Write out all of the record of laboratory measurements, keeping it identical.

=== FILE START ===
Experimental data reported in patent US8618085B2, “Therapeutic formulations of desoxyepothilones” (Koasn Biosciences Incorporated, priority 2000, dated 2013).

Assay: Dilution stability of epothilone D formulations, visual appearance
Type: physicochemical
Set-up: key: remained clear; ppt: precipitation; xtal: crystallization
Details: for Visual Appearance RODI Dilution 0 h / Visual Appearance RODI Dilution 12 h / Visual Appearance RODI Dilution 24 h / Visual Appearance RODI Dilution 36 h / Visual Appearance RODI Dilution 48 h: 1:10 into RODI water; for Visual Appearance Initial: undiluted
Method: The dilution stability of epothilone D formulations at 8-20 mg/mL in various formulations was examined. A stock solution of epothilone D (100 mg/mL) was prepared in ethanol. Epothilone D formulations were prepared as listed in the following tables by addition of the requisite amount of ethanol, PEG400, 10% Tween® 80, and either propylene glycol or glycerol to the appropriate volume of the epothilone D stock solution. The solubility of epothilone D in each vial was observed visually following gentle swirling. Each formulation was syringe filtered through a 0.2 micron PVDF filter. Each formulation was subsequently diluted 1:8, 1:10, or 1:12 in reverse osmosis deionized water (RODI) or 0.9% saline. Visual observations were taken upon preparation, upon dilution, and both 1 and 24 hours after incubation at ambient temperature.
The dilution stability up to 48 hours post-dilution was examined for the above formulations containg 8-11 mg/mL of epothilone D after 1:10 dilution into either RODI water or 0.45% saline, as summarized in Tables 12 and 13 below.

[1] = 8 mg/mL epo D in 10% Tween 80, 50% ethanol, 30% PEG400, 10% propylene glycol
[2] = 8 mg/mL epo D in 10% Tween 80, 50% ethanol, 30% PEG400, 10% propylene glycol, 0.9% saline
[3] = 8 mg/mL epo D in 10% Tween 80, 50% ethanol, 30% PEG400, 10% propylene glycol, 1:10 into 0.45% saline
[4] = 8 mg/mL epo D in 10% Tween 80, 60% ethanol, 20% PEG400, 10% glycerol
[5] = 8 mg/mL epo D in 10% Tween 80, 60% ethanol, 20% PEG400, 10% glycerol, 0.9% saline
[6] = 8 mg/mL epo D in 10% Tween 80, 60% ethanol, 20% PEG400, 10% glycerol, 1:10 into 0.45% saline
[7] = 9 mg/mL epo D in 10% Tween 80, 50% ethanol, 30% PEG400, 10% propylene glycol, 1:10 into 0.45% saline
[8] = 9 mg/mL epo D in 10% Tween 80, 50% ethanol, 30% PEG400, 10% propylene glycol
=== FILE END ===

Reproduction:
Experimental data reported in patent US8618085B2, “Therapeutic formulations of desoxyepothilones” (Koasn Biosciences Incorporated, priority 2000, dated 2013).

Assay: Dilution stability of epothilone D formulations, visual appearance
Type: physicochemical
Set-up: key: remained clear; ppt: precipitation; xtal: crystallization
Details: for Visual Appearance RODI Dilution 0 h / Visual Appearance RODI Dilution 12 h / Visual Appearance RODI Dilution 24 h / Visual Appearance RODI Dilution 36 h / Visual Appearance RODI Dilution 48 h: 1:10 into RODI water; for Visual Appearance Initial: undiluted
Method: The dilution stability of epothilone D formulations at 8-20 mg/mL in various formulations was examined. A stock solution of epothilone D (100 mg/mL) was prepared in ethanol. Epothilone D formulations were prepared as listed in the following tables by addition of the requisite amount of ethanol, PEG400, 10% Tween® 80, and either propylene glycol or glycerol to the appropriate volume of the epothilone D stock solution. The solubility of epothilone D in each vial was observed visually following gentle swirling. Each formulation was syringe filtered through a 0.2 micron PVDF filter. Each formulation was subsequently diluted 1:8, 1:10, or 1:12 in reverse osmosis deionized water (RODI) or 0.9% saline. Visual observations were taken upon preparation, upon dilution, and both 1 and 24 hours after incubation at ambient temperature.
The dilution stability up to 48 hours post-dilution was examined for the above formulations containg 8-11 mg/mL of epothilone D after 1:10 dilution into either RODI water or 0.45% saline, as summarized in Tables 12 and 13 below.

[1] = 8 mg/mL epo D in 10% Tween 80, 50% ethanol, 30% PEG400, 10% propylene glycol
[2] = 8 mg/mL epo D in 10% Tween 80, 50% ethanol, 30% PEG400, 10% propylene glycol, 0.9% saline
[3] = 8 mg/mL epo D in 10% Tween 80, 50% ethanol, 30% PEG400, 10% propylene glycol, 1:10 into 0.45% saline
[4] = 8 mg/mL epo D in 10% Tween 80, 60% ethanol, 20% PEG400, 10% glycerol
[5] = 8 mg/mL epo D in 10% Tween 80, 60% ethanol, 20% PEG400, 10% glycerol, 0.9% saline
[6] = 8 mg/mL epo D in 10% Tween 80, 60% ethanol, 20% PEG400, 10% glycerol, 1:10 into 0.45% saline
[7] = 9 mg/mL epo D in 10% Tween 80, 50% ethanol, 30% PEG400, 10% propylene glycol, 1:10 into 0.45% saline
[8] = 9 mg/mL epo D in 10% Tween 80, 50% ethanol, 30% PEG400, 10% propylene glycol